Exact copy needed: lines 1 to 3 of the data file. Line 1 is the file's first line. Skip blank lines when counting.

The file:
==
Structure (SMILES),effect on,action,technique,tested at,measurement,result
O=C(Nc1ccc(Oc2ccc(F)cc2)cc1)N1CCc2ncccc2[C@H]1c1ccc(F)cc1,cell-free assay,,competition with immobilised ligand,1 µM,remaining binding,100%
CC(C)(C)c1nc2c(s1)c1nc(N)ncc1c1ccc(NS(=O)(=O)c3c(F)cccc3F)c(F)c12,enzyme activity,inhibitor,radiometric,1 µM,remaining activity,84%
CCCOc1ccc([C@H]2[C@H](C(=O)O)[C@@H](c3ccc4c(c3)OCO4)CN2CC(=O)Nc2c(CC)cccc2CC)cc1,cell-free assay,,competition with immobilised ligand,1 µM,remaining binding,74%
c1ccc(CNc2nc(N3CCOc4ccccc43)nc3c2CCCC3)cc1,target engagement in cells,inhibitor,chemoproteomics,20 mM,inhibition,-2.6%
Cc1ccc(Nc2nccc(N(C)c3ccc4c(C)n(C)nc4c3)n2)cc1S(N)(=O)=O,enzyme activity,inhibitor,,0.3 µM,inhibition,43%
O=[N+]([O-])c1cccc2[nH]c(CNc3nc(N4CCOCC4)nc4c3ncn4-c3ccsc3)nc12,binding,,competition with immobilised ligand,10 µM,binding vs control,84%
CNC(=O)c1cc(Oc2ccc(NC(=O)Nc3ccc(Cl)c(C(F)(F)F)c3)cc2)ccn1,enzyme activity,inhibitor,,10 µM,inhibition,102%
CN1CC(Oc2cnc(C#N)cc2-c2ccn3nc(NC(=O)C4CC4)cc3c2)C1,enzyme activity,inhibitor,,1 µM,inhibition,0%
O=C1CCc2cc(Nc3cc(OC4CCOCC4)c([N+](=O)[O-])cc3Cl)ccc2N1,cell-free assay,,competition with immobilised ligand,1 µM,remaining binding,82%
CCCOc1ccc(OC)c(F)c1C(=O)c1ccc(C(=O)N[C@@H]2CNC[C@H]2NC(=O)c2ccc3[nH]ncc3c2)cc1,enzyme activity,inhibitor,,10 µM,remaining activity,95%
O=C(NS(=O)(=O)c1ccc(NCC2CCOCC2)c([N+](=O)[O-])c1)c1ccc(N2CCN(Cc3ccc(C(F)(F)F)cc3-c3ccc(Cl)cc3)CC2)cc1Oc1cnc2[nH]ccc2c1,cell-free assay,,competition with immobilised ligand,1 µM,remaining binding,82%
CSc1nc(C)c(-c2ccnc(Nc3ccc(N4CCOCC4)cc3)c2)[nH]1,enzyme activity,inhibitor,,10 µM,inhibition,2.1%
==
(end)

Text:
Structure (SMILES),effect on,action,technique,tested at,measurement,result
O=C(Nc1ccc(Oc2ccc(F)cc2)cc1)N1CCc2ncccc2[C@H]1c1ccc(F)cc1,cell-free assay,,competition with immobilised ligand,1 µM,remaining binding,100%
CC(C)(C)c1nc2c(s1)c1nc(N)ncc1c1ccc(NS(=O)(=O)c3c(F)cccc3F)c(F)c12,enzyme activity,inhibitor,radiometric,1 µM,remaining activity,84%